UN initiative calls for better training, co-operation and resources for victims to address 'one of the most important humanitarian issues'.
Middle East urged to unite against human trafficking
Middle Eastern countries have been urged to work together more closely and better train their law enforcement agencies to fight people trafficking. "The idea was to strengthen co-operation between the Arab countries," Dr Saeed al Ghufli, the co-ordinator of the UAE's National Committee to Combat Human Trafficking, said after a regional anti-trafficking forum in Doha this week that focused on creating a unified regional front.
The Doha Forum 2010 was held on Monday and Tuesday under the patronage of Sheikha Mozah bint Nasser Al Missned, the wife of the Emir of Qatar, and organised by the government of Qatar, the UN Office on Drugs and Crime (UNODC) and the Arab League. A regional UNODC initiative to bolster efforts to combat human trafficking was launched during the forum. "I think the initiative from Qatar is good and it will add more to the efforts of the regional government bodies and NGOs," Dr al Ghufli said.
Julie Platou Kvammen, an anti-human trafficking expert with UNODC's regional office in Cairo, said the three-year initiative - which is expected to begin next month - will start with better training, especially how to identify and protect victims. "We are assessing the needs of each country," she said. "We also want to bridge the barriers between law enforcement agencies and NGOs [non-governmental organisations]."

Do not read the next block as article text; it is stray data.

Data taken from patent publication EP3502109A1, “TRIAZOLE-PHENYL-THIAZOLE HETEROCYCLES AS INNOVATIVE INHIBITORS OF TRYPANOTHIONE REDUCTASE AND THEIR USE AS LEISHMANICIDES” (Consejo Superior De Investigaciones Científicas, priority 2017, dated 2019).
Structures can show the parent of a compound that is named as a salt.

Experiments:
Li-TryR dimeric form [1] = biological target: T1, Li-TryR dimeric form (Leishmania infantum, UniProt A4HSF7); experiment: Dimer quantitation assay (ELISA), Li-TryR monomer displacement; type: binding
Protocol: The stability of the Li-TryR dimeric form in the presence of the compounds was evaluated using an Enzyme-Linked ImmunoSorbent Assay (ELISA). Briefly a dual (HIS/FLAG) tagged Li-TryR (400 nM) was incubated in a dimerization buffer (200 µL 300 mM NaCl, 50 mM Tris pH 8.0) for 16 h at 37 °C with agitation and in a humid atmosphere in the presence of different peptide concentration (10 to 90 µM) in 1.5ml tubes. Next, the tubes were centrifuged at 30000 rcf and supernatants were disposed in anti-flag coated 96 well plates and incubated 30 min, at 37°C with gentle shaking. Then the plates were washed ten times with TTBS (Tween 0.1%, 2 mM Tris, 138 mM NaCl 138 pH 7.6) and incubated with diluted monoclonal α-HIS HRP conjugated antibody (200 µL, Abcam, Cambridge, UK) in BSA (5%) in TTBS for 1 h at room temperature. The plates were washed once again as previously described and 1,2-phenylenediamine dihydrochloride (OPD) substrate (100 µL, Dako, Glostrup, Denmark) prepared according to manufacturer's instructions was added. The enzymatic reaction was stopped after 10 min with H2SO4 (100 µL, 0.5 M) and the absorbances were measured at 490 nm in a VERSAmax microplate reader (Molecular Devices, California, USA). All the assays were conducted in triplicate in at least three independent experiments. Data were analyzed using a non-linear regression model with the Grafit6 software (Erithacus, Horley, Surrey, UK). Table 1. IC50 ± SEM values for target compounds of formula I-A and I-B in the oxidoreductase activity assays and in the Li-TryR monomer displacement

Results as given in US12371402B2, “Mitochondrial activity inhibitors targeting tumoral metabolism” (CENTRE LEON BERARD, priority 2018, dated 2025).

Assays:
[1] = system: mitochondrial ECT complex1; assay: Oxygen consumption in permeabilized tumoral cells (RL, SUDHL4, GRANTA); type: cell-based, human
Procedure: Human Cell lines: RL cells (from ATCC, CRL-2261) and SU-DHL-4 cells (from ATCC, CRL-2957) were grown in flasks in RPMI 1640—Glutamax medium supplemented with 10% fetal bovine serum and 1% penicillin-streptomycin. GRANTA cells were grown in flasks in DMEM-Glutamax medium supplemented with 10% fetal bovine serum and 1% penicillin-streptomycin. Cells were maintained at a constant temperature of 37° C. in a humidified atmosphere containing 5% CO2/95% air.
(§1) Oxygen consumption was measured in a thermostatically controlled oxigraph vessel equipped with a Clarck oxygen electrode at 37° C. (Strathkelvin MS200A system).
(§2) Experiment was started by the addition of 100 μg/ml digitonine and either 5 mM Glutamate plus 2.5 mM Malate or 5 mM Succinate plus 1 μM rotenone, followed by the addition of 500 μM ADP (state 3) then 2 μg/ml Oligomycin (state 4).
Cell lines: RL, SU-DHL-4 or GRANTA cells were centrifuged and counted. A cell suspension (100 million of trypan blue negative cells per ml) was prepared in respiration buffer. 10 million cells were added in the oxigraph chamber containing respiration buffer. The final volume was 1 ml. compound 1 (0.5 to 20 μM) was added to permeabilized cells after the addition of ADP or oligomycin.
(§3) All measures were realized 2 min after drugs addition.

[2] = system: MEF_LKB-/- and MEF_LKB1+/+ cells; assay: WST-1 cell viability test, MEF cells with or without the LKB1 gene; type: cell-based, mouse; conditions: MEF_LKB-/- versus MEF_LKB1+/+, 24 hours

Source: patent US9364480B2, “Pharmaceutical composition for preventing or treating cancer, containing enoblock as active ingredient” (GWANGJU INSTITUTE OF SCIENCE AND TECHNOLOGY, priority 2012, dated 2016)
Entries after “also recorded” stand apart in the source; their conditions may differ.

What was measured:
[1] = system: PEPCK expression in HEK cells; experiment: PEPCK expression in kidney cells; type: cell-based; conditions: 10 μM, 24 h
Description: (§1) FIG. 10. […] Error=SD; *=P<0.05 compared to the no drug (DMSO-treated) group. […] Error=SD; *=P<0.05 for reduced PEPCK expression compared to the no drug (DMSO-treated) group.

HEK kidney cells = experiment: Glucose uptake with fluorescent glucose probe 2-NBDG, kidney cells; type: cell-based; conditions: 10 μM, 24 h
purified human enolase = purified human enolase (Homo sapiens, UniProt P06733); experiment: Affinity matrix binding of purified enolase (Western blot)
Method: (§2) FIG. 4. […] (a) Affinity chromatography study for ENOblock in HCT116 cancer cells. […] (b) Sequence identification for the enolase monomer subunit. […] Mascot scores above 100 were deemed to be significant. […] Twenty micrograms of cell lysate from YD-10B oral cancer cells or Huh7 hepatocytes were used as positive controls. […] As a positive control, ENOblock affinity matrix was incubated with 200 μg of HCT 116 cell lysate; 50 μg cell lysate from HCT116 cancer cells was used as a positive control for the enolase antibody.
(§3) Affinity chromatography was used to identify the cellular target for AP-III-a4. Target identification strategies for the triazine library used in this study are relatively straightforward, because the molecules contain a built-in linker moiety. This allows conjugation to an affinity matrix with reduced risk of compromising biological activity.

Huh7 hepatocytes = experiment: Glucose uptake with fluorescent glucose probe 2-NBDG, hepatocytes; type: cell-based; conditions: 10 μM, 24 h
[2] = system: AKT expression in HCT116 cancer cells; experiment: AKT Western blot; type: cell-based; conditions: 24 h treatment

During the forum, participants highlighted the need for more data on the crime to understand its extent in the region. "There were discussions on the need for a data centre to analyse all data from the Arab countries to find where the problems lie," Dr al Ghufli said. Dr Anwar Gargash, the Minister of State for Foreign Affairs and chairman of the UAE's anti-trafficking committee, spoke on the opening day of the forum, outlining the country's efforts.
The UAE's Law 51 mandates harsh penalties for the crime, including life imprisonment, and has since resulted in dozens of cases of modern-day slavery coming before courts. Since the law was introduced in 2006, other countries, including Syria and Oman, have followed suit, according to Maryam al Malki, the general manager of the Qatar Foundation for Combating Human Trafficking. Qatar is currently considering a draft law.
Ms al Malki also highlighted the need to provide protection for victims, including safe places for them to receive care. In a speech, she cited several "promising" examples of sites in Qatar, Abu Dhabi, Bahrain and Damascus. At the end of the gathering, a set of recommendations was released including calls for Arab states to ratify international anti-trafficking treaties, such as the Palermo Protocol, a UN anti-trafficking convention that was ratified by the UAE last year.
Regional governments were also urged to establish special bodies within law enforcement agencies to tackle the issue, as well as to consider the establishment of national funds to support trafficking victims and provide them with legal assistance. Governments should also consider granting victims immunity if they committed the crimes as a result of them being trafficked. @Email:firstname.lastname@example.org